Trauma informed care or TIC is a critical part the substance abuse and mental health treatment process. While there’s no dedicated section of the Florida Certification Board curriculum for TIC, our understanding of trauma and how it relates to behavioral health care issues is always evolving. As we understand more about trauma and its effects, it is clear that substance abuse and associated trauma is a significant part of our jobs.
Being a substance abuse counselor comes with a great deal of responsibility. Responsibility to clients, the facility for which you work (or your employees if you are a manager or self-employed) and even to yourself. The stresses of the year can build up and reach fever pitch. Counselors that have been at it for years or decades with little regard for their own mental and emotional health can find themselves at a breaking point. What was once an exciting job helping others can quickly become a chore that not only stresses the counselor, but makes treatment less effective. To welcome 2019, we want to take a moment to review some tips to avoid burnout and start the new year refreshed.
The Academy for Addiction Professionals is very proud to announce that we have been approved as a continuing education provider for the Alcohol and Drug Abuse Certification Board of Georgia. Approval Number #: 18-08-14-1120
With this approval, those looking to enter the field of addictions as well as existing professionals who wish to complete continuing education or enhance their career with new certifications can take the courses offered by the Academy.
The Academy for Addiction Professionals is pleased and excited to announce our newest Certified Behavioral Health Technician (CBHT) course dates. Our next course spans two weekends:
- Saturday, October 6th, 2018
- Sunday, October 7th, 2018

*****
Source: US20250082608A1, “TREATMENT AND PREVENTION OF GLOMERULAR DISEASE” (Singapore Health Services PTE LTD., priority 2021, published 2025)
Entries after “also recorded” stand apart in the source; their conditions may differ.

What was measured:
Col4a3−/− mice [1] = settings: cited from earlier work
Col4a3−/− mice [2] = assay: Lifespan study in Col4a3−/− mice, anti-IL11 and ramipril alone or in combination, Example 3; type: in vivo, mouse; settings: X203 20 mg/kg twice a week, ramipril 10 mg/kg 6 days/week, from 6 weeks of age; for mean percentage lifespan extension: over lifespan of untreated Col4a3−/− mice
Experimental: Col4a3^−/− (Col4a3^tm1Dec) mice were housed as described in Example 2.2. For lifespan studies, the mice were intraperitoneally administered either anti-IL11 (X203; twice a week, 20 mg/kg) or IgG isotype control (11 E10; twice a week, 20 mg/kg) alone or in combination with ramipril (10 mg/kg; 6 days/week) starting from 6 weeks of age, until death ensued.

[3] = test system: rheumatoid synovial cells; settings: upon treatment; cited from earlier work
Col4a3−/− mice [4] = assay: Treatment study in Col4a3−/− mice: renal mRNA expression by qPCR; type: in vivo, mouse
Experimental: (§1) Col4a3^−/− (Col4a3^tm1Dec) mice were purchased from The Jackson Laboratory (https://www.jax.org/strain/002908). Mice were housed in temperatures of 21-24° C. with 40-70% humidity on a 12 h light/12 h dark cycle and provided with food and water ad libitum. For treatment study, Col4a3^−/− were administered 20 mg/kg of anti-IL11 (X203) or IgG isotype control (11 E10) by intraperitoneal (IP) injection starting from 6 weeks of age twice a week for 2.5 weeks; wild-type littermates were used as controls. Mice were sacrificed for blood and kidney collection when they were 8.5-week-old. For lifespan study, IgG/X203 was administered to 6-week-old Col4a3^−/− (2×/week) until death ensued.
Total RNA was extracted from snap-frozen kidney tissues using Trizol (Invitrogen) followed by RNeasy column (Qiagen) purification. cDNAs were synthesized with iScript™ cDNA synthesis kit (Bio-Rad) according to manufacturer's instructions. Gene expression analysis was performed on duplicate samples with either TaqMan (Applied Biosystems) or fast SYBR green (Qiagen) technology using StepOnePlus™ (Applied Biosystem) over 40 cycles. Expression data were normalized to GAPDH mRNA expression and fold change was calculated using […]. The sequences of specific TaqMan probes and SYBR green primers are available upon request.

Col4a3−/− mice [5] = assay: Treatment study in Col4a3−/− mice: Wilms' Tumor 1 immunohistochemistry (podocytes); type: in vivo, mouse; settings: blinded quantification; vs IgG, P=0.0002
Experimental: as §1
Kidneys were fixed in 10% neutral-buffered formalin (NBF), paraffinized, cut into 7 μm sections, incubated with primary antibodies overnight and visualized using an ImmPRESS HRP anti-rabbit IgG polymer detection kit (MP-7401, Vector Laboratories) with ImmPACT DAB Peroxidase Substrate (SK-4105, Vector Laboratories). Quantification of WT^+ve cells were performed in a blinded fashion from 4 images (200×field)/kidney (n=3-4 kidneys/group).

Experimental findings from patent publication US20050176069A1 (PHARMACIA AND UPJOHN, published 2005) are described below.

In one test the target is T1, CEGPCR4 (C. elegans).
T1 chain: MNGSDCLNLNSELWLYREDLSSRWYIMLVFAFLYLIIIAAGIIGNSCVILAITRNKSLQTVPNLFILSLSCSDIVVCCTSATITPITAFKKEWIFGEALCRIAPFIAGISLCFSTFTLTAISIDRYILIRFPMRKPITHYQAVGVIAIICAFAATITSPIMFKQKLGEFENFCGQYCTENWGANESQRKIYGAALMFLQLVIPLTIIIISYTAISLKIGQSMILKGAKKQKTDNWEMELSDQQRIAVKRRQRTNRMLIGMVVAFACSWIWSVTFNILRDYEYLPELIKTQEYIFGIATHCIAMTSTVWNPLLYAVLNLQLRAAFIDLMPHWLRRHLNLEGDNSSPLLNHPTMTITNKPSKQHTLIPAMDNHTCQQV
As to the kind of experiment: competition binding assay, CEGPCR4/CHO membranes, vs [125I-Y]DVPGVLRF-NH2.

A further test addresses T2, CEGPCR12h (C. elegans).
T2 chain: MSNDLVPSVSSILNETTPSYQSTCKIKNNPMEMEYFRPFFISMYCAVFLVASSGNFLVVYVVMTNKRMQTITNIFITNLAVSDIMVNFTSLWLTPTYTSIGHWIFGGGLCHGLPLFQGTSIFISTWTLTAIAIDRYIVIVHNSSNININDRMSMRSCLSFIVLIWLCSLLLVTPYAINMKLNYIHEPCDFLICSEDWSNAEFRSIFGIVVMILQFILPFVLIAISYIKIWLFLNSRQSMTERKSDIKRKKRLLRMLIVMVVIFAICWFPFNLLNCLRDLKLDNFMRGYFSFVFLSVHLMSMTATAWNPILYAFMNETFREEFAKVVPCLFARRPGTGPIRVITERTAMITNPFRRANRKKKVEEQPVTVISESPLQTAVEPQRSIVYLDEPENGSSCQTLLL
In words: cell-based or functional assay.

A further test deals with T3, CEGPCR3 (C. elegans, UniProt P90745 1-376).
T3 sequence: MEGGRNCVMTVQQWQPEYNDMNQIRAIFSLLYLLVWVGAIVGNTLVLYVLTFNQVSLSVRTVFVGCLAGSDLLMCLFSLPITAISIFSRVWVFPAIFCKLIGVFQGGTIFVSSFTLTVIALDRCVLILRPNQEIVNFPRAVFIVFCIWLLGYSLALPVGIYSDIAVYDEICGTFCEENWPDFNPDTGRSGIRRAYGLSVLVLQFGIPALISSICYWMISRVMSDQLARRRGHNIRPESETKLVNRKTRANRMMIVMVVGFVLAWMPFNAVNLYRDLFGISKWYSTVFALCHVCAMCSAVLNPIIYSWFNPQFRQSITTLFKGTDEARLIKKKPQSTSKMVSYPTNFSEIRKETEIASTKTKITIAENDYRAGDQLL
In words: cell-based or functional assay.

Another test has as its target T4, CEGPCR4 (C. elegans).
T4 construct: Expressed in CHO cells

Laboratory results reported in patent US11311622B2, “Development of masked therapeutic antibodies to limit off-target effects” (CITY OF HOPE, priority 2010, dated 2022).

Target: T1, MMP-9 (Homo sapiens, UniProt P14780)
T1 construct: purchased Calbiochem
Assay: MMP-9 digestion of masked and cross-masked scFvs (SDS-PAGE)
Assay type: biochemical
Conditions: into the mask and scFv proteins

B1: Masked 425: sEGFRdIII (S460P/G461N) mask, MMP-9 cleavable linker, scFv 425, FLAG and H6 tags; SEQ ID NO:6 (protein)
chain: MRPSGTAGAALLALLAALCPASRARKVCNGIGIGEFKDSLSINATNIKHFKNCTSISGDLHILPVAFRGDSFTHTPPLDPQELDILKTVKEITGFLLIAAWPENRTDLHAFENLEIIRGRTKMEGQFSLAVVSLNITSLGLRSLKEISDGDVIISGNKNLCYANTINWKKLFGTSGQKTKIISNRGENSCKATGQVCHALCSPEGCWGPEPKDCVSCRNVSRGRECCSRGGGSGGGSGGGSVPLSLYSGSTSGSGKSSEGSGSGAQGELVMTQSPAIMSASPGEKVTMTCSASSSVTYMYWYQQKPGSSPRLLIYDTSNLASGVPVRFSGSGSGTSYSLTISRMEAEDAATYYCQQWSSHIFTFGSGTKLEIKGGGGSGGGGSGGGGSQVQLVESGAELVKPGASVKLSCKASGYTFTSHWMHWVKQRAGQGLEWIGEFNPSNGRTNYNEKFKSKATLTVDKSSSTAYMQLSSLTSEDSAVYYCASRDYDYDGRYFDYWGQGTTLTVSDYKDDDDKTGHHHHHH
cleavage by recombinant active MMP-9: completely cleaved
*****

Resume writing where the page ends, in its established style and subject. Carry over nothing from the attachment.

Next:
- Saturday, October 13th, 2018
- Sunday, October 14th, 2018
at our classroom in Fort Lauderdale. We are also pleased to extend our special pricing to students who sign-up and pay in full by September 20.
Log on to most treatment center’s websites and invariably you will find them touting “individualized treatment plans” as one of the key ingredients that sets their treatment center apart from the countless thousands of others nationwide. On the surface this may seem innovative and downright progressive, but is it really?
Before we dig deeper, bear in mind that individualized care is critical to the success of a client’s time in rehab and it must be considered when entrusting the well-being of your loved one to a particular facility. However, there are, arguably, equally or more important factors to be considered.
The Academy for Addiction Professionals is very excited to welcome Carlee Pollard to our family of instructors. Carlee is currently a BHT at Destination Hope, a South Florida treatment center, where she assists the psychiatric ARNP and nursing staff in the medical department
Carlee was inspired to become a part of the treatment industry, in part, by her father, who has spent over 40 years of his career in the field. Her brother also works for a detox center in Southern California.
Carlee also takes a keen interest in health and fitness. She is an NASM certified personal trainer, fitness nutrition specialist, and CrossFit coach.
Carlee is currently teaching her first CBHT class and we look forward to having you meet her at an upcoming Certified Behavioral Health Technician weekend session in our classroom.